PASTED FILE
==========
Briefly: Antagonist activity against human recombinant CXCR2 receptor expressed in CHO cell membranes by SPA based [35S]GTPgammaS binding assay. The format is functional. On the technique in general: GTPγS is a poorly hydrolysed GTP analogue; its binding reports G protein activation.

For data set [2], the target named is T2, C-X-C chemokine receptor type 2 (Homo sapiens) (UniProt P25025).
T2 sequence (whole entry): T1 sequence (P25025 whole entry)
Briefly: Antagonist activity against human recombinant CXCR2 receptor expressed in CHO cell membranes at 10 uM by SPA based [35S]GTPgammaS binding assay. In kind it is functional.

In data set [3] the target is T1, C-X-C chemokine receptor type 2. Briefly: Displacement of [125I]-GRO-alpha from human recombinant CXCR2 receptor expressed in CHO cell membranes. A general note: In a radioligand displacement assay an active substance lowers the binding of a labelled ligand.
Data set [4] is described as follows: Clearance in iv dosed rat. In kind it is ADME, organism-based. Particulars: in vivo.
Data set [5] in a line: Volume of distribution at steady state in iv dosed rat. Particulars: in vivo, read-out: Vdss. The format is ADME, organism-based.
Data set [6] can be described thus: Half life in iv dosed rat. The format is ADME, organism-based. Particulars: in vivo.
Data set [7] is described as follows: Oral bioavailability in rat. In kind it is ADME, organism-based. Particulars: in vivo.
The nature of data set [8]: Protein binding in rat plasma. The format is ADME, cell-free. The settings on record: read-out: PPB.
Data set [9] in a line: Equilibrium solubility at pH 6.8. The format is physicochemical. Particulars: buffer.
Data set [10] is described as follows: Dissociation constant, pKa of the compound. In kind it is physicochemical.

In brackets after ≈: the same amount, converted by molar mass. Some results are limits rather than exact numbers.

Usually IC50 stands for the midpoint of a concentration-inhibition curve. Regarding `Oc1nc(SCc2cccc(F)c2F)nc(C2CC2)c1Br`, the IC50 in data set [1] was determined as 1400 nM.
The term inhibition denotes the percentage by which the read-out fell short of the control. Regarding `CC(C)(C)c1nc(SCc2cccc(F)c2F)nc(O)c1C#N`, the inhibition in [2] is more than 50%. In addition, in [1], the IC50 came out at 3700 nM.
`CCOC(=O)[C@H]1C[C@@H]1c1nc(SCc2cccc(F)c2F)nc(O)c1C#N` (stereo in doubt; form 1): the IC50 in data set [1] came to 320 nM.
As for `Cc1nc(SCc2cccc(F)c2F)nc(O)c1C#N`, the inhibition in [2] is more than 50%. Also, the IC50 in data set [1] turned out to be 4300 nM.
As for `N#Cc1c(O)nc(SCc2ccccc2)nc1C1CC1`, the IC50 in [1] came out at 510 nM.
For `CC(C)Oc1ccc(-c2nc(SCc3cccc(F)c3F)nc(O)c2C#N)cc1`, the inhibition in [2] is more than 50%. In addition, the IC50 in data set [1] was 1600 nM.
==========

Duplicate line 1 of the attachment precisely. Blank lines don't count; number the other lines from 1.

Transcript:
Briefly: Antagonist activity against human recombinant CXCR2 receptor expressed in CHO cell membranes by SPA based [35S]GTPgammaS binding assay. The format is functional. On the technique in general: GTPγS is a poorly hydrolysed GTP analogue; its binding reports G protein activation.